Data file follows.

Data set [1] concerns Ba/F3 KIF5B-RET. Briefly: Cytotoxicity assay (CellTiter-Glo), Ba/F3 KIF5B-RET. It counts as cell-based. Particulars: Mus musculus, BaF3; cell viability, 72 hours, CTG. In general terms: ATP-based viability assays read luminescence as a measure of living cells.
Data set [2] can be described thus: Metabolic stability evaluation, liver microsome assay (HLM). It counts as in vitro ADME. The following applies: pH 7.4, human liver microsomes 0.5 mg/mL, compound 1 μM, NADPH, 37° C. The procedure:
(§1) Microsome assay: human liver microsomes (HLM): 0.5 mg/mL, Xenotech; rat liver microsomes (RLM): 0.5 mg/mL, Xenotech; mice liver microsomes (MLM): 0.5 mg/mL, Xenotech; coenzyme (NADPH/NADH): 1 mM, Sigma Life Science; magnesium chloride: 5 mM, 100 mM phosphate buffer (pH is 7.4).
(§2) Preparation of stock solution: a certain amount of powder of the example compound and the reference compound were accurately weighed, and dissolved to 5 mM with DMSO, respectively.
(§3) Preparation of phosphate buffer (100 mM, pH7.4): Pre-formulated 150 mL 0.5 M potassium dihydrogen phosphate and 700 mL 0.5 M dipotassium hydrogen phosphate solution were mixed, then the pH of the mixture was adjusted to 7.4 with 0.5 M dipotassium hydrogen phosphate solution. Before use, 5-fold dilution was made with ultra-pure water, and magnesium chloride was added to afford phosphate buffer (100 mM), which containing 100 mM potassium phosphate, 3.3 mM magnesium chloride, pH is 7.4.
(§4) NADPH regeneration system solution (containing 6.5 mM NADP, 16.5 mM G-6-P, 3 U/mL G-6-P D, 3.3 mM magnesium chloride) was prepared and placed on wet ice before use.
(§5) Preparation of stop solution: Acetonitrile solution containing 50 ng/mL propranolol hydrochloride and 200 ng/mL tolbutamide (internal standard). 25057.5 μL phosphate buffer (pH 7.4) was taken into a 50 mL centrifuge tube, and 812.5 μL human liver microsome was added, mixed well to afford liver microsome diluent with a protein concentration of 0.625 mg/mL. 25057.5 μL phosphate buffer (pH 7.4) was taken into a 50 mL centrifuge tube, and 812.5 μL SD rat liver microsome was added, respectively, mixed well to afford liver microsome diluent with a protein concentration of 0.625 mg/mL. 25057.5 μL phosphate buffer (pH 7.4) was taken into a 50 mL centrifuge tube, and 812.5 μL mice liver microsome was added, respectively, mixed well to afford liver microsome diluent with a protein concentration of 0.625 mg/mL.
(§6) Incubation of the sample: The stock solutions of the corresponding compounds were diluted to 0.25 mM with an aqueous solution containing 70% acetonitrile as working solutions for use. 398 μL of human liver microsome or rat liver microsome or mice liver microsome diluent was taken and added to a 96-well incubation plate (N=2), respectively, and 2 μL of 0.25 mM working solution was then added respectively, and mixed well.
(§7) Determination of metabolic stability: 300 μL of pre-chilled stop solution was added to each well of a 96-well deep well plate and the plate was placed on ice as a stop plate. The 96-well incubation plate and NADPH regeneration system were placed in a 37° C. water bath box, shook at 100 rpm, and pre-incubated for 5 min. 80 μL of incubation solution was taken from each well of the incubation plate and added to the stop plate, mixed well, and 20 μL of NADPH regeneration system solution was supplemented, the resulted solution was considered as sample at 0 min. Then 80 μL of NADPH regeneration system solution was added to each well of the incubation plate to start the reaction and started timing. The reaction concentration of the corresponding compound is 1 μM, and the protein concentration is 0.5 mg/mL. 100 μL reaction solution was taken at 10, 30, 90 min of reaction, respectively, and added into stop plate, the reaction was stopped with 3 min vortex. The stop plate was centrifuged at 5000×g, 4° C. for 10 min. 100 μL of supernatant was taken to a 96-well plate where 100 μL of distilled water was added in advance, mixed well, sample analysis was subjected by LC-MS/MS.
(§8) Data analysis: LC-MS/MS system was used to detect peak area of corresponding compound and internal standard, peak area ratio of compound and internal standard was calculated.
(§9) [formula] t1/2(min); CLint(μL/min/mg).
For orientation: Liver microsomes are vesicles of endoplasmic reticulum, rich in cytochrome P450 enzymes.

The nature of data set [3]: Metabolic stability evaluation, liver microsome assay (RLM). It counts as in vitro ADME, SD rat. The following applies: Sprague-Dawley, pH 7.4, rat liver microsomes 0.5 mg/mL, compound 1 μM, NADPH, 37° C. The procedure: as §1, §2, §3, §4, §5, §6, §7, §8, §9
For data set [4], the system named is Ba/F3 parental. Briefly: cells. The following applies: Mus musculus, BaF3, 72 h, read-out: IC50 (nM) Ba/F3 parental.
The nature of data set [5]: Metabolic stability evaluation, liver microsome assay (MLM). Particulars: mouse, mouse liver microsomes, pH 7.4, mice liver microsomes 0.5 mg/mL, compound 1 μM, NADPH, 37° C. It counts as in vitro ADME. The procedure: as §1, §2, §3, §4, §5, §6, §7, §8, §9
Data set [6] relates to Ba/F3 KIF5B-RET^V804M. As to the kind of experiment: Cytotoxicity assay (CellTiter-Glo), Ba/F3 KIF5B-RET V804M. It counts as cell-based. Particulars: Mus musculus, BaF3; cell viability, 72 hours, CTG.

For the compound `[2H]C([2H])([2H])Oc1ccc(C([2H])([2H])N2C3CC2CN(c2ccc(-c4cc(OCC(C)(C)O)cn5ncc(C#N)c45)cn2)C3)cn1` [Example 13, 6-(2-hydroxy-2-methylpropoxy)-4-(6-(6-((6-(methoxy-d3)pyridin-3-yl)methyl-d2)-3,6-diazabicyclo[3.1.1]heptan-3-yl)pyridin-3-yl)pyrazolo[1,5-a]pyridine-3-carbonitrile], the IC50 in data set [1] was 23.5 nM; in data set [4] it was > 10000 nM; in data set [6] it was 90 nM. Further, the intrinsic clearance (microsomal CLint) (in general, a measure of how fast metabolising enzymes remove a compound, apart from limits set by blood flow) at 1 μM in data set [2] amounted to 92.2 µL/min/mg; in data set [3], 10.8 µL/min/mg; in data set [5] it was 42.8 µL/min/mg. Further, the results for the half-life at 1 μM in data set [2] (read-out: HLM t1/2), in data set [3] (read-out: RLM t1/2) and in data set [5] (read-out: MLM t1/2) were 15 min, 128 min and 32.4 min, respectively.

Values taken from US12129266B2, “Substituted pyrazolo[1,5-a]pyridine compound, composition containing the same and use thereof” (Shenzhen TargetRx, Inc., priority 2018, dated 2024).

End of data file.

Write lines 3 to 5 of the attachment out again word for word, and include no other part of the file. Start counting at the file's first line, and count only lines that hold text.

(§1) Microsome assay: human liver microsomes (HLM): 0.5 mg/mL, Xenotech; rat liver microsomes (RLM): 0.5 mg/mL, Xenotech; mice liver microsomes (MLM): 0.5 mg/mL, Xenotech; coenzyme (NADPH/NADH): 1 mM, Sigma Life Science; magnesium chloride: 5 mM, 100 mM phosphate buffer (pH is 7.4).
(§2) Preparation of stock solution: a certain amount of powder of the example compound and the reference compound were accurately weighed, and dissolved to 5 mM with DMSO, respectively.
(§3) Preparation of phosphate buffer (100 mM, pH7.4): Pre-formulated 150 mL 0.5 M potassium dihydrogen phosphate and 700 mL 0.5 M dipotassium hydrogen phosphate solution were mixed, then the pH of the mixture was adjusted to 7.4 with 0.5 M dipotassium hydrogen phosphate solution. Before use, 5-fold dilution was made with ultra-pure water, and magnesium chloride was added to afford phosphate buffer (100 mM), which containing 100 mM potassium phosphate, 3.3 mM magnesium chloride, pH is 7.4.